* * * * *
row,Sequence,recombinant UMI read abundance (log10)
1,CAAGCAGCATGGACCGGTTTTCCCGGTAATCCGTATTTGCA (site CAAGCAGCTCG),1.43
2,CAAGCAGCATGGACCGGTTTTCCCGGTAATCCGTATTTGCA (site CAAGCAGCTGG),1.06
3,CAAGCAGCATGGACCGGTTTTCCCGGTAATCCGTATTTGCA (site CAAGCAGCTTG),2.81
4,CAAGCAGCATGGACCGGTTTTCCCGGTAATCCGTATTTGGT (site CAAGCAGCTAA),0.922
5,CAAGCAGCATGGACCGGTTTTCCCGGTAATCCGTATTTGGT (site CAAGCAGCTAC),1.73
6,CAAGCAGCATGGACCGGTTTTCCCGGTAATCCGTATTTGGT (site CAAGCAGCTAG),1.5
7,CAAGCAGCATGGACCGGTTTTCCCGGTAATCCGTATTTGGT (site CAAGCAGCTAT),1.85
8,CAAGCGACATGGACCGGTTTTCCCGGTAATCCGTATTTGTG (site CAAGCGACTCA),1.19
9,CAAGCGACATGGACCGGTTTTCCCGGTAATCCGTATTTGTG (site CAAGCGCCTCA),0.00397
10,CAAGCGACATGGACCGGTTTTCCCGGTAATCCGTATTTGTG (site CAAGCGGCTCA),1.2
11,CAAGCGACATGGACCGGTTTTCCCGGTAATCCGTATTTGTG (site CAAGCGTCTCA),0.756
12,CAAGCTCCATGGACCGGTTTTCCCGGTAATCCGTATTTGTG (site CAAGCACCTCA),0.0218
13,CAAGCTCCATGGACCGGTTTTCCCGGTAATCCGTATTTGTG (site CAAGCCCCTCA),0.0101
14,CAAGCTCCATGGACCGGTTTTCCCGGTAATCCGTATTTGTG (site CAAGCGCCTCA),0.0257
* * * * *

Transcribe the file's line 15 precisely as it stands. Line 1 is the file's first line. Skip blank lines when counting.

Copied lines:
14,CAAGCTCCATGGACCGGTTTTCCCGGTAATCCGTATTTGTG (site CAAGCGCCTCA),0.0257